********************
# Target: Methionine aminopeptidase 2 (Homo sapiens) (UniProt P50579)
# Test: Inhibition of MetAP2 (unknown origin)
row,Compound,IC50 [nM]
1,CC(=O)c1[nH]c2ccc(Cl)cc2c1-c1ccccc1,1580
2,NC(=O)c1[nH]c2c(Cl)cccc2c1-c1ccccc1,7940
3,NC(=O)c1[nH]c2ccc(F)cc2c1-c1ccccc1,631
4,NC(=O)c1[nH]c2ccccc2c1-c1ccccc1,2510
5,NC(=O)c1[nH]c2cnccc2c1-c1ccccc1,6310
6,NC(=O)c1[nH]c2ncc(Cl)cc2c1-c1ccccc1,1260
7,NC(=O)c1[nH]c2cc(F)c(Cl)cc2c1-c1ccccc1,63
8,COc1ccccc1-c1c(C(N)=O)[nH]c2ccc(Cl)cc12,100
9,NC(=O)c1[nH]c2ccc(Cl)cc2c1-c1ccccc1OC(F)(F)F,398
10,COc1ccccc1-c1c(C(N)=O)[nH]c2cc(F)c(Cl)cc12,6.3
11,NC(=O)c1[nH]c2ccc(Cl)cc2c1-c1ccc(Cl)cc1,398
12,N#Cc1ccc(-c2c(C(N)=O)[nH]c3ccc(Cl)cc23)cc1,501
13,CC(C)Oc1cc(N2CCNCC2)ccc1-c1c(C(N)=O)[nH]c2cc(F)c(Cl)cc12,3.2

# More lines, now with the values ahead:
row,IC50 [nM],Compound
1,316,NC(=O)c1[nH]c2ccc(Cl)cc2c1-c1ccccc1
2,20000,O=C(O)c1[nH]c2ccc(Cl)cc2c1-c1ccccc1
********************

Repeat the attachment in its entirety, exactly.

# Target: Methionine aminopeptidase 2 (Homo sapiens) (UniProt P50579)
# Test: Inhibition of MetAP2 (unknown origin)
row,Compound,IC50 [nM]
1,CC(=O)c1[nH]c2ccc(Cl)cc2c1-c1ccccc1,1580
2,NC(=O)c1[nH]c2c(Cl)cccc2c1-c1ccccc1,7940
3,NC(=O)c1[nH]c2ccc(F)cc2c1-c1ccccc1,631
4,NC(=O)c1[nH]c2ccccc2c1-c1ccccc1,2510
5,NC(=O)c1[nH]c2cnccc2c1-c1ccccc1,6310
6,NC(=O)c1[nH]c2ncc(Cl)cc2c1-c1ccccc1,1260
7,NC(=O)c1[nH]c2cc(F)c(Cl)cc2c1-c1ccccc1,63
8,COc1ccccc1-c1c(C(N)=O)[nH]c2ccc(Cl)cc12,100
9,NC(=O)c1[nH]c2ccc(Cl)cc2c1-c1ccccc1OC(F)(F)F,398
10,COc1ccccc1-c1c(C(N)=O)[nH]c2cc(F)c(Cl)cc12,6.3
11,NC(=O)c1[nH]c2ccc(Cl)cc2c1-c1ccc(Cl)cc1,398
12,N#Cc1ccc(-c2c(C(N)=O)[nH]c3ccc(Cl)cc23)cc1,501
13,CC(C)Oc1cc(N2CCNCC2)ccc1-c1c(C(N)=O)[nH]c2cc(F)c(Cl)cc12,3.2

# More lines, now with the values ahead:
row,IC50 [nM],Compound
1,316,NC(=O)c1[nH]c2ccc(Cl)cc2c1-c1ccccc1
2,20000,O=C(O)c1[nH]c2ccc(Cl)cc2c1-c1ccccc1